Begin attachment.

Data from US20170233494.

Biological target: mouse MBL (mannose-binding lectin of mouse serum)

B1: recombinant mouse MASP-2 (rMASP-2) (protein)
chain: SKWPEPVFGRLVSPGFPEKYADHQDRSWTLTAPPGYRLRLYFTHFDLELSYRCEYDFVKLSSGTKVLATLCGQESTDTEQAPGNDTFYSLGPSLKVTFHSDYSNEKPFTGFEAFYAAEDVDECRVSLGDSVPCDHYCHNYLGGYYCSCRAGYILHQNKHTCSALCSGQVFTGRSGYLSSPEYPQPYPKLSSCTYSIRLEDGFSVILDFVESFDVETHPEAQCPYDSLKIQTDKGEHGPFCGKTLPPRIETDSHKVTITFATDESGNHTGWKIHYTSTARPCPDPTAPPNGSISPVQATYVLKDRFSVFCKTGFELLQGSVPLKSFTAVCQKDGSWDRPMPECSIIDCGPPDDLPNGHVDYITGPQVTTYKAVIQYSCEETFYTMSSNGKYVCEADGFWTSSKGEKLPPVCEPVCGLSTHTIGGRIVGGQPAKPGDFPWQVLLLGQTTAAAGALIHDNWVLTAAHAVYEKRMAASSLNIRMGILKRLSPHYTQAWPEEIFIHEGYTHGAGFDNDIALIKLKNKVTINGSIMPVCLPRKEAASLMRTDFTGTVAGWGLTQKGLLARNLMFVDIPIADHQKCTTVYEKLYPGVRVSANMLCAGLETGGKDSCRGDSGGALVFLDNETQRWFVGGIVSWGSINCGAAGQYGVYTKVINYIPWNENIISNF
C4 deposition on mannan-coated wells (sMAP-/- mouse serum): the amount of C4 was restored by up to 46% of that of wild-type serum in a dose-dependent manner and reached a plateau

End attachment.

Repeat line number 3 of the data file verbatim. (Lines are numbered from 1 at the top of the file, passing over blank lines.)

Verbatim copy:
B1: recombinant mouse MASP-2 (rMASP-2) (protein)